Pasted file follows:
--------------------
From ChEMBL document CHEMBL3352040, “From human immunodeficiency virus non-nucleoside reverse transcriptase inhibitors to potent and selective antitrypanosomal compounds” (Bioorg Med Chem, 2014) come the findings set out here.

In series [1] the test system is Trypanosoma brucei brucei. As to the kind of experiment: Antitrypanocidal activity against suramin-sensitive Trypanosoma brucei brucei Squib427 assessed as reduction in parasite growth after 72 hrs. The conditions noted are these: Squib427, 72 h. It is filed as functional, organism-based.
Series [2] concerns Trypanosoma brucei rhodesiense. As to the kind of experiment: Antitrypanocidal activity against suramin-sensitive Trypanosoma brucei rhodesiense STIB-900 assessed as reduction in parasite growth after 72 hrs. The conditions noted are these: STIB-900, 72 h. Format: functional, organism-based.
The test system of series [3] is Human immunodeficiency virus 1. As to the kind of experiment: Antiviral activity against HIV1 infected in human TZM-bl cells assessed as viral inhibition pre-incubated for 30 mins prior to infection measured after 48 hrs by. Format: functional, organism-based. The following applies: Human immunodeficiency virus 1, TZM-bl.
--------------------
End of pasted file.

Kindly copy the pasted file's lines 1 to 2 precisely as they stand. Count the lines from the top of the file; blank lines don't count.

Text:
From ChEMBL document CHEMBL3352040, “From human immunodeficiency virus non-nucleoside reverse transcriptase inhibitors to potent and selective antitrypanosomal compounds” (Bioorg Med Chem, 2014) come the findings set out here.

In series [1] the test system is Trypanosoma brucei brucei. As to the kind of experiment: Antitrypanocidal activity against suramin-sensitive Trypanosoma brucei brucei Squib427 assessed as reduction in parasite growth after 72 hrs. The conditions noted are these: Squib427, 72 h. It is filed as functional, organism-based.